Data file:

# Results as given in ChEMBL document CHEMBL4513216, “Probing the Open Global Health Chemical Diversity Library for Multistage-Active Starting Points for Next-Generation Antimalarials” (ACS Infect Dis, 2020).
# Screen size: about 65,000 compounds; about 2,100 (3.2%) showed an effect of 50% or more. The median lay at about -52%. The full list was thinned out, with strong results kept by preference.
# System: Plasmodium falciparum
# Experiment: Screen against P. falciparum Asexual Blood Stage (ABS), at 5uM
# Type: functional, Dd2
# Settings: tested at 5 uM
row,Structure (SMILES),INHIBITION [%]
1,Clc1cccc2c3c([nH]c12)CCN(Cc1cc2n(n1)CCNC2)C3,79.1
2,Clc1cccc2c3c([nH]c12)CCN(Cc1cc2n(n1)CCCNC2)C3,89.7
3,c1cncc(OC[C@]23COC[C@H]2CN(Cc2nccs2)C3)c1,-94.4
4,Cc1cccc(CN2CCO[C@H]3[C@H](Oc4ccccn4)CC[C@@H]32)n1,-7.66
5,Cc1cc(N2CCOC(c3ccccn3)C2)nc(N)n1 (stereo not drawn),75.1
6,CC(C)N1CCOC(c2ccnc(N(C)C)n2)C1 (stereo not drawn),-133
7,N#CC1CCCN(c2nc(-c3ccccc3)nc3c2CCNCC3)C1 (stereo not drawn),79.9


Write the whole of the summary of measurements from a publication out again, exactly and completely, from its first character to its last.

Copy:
# Results as given in ChEMBL document CHEMBL4513216, “Probing the Open Global Health Chemical Diversity Library for Multistage-Active Starting Points for Next-Generation Antimalarials” (ACS Infect Dis, 2020).
# Screen size: about 65,000 compounds; about 2,100 (3.2%) showed an effect of 50% or more. The median lay at about -52%. The full list was thinned out, with strong results kept by preference.
# System: Plasmodium falciparum
# Experiment: Screen against P. falciparum Asexual Blood Stage (ABS), at 5uM
# Type: functional, Dd2
# Settings: tested at 5 uM
row,Structure (SMILES),INHIBITION [%]
1,Clc1cccc2c3c([nH]c12)CCN(Cc1cc2n(n1)CCNC2)C3,79.1
2,Clc1cccc2c3c([nH]c12)CCN(Cc1cc2n(n1)CCCNC2)C3,89.7
3,c1cncc(OC[C@]23COC[C@H]2CN(Cc2nccs2)C3)c1,-94.4
4,Cc1cccc(CN2CCO[C@H]3[C@H](Oc4ccccn4)CC[C@@H]32)n1,-7.66
5,Cc1cc(N2CCOC(c3ccccn3)C2)nc(N)n1 (stereo not drawn),75.1
6,CC(C)N1CCOC(c2ccnc(N(C)C)n2)C1 (stereo not drawn),-133
7,N#CC1CCCN(c2nc(-c3ccccc3)nc3c2CCNCC3)C1 (stereo not drawn),79.9